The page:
Christmas Play

It was Christmas morning and all the cool kids were playing with their toys…and so was I. Before the family gathering, I suited up and hit the road. Actually, I hit the road AND the trail. The ride started with about 20 miles of backroads, followed by about 10 miles of trails. It was clear, crisp, and breezy. The road portion of the ride took me eastward to the Lake Ray Roberts Dam and the Greenbelt trailhead.

After stopping for a snack and a water bottle refill, it was time to turn into the woods. There was not much traffic on Christmas morning.

The family came, in route to the family gathering, to pick me up at the designated meeting spot near the southern end of the trail. Since I arrived a little ahead of schedule, I spent a little time playing with the automatic feature of the camera. The results were mostly poor. It’s a little childish of me, but here are a couple of shots to show what happens when I try to be like the cool kids.

It was a good day for a little Christmas play.

Strange Times

Dog lovers live outside the limits of normal behavior. The rest of us know that and accomodate their needs as best we can. When various holidays arrive, they ramp up their behaviour a notch to the level of mild embarrassment. We deal with it by reminding ourselves that it is only temporary. But when the Christmas season is in full swing, they are just plain creepy. The problem is that sometimes we feed this behavior. We’ll come back to that idea in a moment.

The dog lover in my family (hint- not me) has traded addresses with many internet weinie dog loving friends across the country for the purpose of exchanging Christmas cards. It sounds innocent enough but, let me tell you, when those cards started rolling in, it was frightening. First, I think we received more cards from people we’ve never met that from those we know well. Second, I’m guessing that we didn’t receive a card from every wienie dog fanatic and certainly there are other breeds of dogs out there. That means the sheer number of people who behave this way is staggering. Finally, almost all the cards come with photos of one or more weinie dogs all dressed up in all sorts of costumes. If you can imagine it, someone has figured out how to put it on dog. It might be holly-decorated collars, jingle-bells around their necks, little red Santa hats, floppy reindeer antlers, and complete Santa costumes. It might be anything. Tell me, what kind of mind does it take to dream up how to put a tiny white beard on a dachshund?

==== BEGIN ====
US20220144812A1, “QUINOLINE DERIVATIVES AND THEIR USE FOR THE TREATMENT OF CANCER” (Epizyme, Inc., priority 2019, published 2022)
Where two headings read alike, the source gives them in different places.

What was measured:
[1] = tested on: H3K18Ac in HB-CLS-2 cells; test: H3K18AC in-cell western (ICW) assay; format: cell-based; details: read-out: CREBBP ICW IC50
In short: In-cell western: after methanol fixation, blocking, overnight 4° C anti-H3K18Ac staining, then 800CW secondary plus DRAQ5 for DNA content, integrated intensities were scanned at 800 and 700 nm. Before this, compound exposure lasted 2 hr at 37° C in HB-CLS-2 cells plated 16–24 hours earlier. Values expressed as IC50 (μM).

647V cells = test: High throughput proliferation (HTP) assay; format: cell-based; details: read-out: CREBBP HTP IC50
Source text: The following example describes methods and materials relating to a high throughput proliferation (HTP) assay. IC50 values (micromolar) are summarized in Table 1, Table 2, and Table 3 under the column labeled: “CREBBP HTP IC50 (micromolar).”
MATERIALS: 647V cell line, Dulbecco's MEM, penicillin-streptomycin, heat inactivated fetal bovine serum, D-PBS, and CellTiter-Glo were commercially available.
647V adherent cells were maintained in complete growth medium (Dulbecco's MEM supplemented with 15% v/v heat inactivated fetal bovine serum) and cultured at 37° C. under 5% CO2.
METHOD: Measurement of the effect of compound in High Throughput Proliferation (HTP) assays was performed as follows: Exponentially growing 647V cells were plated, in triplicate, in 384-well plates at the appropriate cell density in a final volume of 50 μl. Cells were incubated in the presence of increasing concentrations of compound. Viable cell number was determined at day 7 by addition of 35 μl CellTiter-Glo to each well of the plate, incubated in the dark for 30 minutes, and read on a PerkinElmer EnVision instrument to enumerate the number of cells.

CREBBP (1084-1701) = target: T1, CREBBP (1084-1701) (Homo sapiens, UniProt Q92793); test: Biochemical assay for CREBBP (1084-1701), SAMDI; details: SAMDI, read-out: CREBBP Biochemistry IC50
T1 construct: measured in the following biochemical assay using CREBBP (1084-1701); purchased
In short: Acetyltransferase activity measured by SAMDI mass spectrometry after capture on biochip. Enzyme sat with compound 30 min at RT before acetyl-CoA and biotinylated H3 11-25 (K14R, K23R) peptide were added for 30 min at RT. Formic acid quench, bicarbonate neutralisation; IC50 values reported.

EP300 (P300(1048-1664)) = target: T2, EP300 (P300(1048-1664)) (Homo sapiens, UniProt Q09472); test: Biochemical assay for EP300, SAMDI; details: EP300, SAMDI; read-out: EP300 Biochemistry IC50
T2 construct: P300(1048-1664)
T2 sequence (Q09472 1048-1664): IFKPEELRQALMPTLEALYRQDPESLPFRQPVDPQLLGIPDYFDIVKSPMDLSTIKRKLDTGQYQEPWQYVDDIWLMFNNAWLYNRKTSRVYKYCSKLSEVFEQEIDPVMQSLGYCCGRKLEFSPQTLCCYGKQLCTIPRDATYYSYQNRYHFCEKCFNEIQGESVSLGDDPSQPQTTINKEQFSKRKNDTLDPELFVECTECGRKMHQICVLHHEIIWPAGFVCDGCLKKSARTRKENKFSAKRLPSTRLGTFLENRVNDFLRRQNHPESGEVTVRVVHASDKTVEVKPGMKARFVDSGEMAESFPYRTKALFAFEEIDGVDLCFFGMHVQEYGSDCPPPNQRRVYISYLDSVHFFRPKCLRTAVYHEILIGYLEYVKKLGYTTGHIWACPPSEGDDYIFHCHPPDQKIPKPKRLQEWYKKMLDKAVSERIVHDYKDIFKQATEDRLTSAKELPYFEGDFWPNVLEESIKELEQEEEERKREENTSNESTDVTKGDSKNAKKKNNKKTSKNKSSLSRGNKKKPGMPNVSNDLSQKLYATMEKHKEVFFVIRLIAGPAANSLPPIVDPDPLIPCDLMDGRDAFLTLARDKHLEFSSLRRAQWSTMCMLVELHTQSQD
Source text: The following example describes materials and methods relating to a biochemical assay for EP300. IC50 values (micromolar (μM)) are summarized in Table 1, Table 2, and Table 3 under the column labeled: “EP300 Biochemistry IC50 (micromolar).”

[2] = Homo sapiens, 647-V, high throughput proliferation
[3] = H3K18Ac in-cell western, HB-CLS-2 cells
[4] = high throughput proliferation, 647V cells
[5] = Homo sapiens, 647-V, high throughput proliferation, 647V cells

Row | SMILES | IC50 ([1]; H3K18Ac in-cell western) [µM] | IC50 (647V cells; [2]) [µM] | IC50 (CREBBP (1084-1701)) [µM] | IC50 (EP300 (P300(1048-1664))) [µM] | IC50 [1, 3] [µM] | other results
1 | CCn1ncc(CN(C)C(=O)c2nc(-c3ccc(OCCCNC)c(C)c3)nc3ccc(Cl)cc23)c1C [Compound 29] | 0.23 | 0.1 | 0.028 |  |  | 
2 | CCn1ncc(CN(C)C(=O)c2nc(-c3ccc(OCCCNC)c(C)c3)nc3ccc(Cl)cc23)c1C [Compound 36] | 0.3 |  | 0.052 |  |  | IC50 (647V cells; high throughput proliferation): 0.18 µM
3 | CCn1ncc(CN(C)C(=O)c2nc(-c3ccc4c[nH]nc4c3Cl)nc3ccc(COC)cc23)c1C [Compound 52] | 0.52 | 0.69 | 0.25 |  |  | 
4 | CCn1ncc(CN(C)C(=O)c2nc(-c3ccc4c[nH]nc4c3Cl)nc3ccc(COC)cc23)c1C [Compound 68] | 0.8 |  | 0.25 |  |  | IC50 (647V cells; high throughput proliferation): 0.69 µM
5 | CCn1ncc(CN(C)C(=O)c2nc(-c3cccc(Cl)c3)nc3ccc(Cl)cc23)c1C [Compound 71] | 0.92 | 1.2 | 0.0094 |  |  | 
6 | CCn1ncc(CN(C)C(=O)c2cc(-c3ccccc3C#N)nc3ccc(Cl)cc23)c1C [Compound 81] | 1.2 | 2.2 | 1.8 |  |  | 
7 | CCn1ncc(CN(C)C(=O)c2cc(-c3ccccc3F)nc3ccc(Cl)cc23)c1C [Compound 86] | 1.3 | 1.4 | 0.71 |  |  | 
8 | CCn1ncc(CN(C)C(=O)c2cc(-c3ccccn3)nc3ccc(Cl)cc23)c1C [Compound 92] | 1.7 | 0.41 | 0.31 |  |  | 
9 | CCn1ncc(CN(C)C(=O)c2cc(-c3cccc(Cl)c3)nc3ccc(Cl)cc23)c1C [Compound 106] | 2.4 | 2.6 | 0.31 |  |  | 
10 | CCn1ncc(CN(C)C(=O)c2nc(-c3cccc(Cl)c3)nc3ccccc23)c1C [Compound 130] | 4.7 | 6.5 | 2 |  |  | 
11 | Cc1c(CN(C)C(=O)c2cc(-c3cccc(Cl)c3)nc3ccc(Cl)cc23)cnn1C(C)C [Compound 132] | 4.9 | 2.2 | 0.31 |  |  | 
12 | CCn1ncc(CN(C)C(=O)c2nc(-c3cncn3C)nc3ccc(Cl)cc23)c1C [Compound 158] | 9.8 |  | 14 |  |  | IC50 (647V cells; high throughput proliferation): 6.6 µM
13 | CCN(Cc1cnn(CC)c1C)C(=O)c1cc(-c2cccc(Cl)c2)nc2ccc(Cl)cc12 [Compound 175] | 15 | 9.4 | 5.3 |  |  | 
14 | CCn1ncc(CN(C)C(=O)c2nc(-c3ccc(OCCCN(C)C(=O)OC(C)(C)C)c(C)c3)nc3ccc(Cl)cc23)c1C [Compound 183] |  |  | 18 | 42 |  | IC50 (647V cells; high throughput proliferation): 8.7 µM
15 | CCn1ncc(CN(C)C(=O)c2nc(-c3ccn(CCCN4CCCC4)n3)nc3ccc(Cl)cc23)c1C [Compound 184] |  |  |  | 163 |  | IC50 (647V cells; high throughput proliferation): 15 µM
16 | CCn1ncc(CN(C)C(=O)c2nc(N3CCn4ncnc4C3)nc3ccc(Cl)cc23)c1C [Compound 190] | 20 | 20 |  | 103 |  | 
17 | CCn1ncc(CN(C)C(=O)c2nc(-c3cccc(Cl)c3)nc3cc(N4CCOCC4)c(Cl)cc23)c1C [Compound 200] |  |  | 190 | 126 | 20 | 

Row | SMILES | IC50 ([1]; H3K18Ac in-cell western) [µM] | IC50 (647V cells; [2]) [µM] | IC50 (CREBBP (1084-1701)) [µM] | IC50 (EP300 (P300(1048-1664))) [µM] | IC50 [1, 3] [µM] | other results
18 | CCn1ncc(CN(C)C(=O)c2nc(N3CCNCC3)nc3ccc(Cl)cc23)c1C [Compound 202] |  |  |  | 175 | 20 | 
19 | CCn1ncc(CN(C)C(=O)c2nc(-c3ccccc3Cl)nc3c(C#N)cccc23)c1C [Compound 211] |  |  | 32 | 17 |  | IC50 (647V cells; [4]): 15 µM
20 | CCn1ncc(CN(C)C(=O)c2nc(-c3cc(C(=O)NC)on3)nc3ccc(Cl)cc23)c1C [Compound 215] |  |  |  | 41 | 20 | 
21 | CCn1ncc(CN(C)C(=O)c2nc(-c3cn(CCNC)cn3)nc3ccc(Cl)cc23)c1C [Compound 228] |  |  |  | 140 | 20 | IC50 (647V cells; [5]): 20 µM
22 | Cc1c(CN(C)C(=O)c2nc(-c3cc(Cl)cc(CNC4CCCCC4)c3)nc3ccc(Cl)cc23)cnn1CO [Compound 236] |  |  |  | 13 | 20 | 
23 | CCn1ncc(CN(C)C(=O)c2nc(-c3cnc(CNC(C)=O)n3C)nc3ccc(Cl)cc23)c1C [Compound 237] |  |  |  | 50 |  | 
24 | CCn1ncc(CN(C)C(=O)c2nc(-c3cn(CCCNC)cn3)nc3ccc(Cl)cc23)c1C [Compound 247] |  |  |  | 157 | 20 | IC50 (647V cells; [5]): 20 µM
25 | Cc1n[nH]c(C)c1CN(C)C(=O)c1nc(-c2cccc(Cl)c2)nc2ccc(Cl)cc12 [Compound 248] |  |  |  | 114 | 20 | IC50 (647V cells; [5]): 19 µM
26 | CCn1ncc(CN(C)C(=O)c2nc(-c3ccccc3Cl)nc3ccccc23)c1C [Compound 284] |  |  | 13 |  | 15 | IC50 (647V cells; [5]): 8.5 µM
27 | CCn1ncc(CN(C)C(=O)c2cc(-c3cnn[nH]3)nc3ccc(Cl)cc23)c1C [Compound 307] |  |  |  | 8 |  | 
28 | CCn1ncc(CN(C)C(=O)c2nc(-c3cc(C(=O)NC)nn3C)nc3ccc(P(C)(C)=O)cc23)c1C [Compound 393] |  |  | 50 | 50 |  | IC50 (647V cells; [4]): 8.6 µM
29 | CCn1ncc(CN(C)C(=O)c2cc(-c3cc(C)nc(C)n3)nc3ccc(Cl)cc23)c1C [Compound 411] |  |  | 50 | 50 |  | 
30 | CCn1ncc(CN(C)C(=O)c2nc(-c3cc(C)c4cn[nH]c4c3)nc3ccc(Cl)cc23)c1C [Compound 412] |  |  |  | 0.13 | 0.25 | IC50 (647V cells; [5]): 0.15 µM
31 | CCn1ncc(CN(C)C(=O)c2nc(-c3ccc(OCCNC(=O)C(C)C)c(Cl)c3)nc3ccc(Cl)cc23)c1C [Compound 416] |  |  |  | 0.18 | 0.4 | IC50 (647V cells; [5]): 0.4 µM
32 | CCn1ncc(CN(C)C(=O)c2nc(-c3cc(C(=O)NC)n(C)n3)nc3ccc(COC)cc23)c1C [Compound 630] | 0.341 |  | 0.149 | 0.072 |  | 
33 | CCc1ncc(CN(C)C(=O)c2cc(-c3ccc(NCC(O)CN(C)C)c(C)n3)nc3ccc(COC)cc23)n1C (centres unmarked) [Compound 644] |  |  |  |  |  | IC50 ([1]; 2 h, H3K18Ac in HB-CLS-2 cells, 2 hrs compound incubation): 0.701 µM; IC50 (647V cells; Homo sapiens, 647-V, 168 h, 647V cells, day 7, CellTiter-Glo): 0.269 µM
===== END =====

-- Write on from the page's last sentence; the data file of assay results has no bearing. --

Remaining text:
Now back to my point about “encouraging them” in their bizarre behavior. My daughter, Ellen, who is otherwise a good normal kid, brought her two cats home with her during her holiday visit with us. No costumes. However, she brought the dog lover in the family gifts. Gifts that you might say were dog lover oriented. In fact, (and I don’t blame her for this) they were costumes. When you see the great joy on the face of a dog lover after they receive some kind of over-the-top pet trinket, it is hard to resist. The more embarrasing it is to purchase, seemingly the greater the joy for the recipient. I am pleased to report that the costume was not an elf suit. Instead,…well, see for your self.

You tell me. Does the look on their faces say, “Wow…just what I always wanted!” or rather, “If I was 100 pounds bigger, you’d be wearing this on your face faster than you could say, ‘Aw…what a cute puppy-wuppy’, and I would be the one grinning”?

It wasn’t long after that Gus, the pit bull mix, was being subjected to the festivities. The jingle bells were put around his neck. The he looked up and I heard him say, “If you want me to prance around like some kind of sissy sleigh horse or reindeer, you’ve had too much eggnogg!”.

Then he flopped down in total embarrassment.

While Ellen and I were sympathetically embarrassed for him, the dog lover was clapping her hands with glee.

Yes sir. Christmas time is a strange time for the dog lover’s family.

What It’s Like

Janet was surprised to learn that I took no photos during my early morning ride.

“Most of it was too dark”, I replied without elaboration.

The truth is that there were several things about the ride that made an impression. A mental image, if you will. I thought that some readers of this blog might not have experienced an early morning, start-in-the-dark, chilly, bicycle ride through a rural area. If you can use your imagination for a minute, I’ll tell you what it’s like.